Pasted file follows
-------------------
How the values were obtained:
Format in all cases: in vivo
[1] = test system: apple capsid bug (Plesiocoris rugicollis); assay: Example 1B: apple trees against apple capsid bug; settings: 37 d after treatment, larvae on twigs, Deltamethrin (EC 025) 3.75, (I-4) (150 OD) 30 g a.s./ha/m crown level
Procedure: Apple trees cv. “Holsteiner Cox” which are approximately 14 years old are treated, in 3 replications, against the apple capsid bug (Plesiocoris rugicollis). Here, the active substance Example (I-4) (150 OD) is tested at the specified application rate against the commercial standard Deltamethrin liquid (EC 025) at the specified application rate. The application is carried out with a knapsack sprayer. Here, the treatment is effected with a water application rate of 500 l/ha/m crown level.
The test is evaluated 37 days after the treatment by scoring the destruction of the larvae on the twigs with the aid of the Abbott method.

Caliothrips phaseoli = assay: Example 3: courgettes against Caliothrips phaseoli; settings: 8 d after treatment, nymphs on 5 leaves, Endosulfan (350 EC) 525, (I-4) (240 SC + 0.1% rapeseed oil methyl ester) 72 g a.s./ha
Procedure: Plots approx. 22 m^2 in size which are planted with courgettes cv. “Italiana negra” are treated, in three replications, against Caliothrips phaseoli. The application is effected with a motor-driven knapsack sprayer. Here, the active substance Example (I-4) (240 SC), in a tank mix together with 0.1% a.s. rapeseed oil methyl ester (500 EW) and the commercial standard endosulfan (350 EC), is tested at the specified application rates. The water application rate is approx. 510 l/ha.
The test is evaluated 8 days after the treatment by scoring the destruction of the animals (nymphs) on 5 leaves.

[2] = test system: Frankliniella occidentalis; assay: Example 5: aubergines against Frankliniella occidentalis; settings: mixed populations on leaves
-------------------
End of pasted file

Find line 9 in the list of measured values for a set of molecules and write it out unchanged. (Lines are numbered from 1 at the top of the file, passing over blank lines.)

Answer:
[2] = test system: Frankliniella occidentalis; assay: Example 5: aubergines against Frankliniella occidentalis; settings: mixed populations on leaves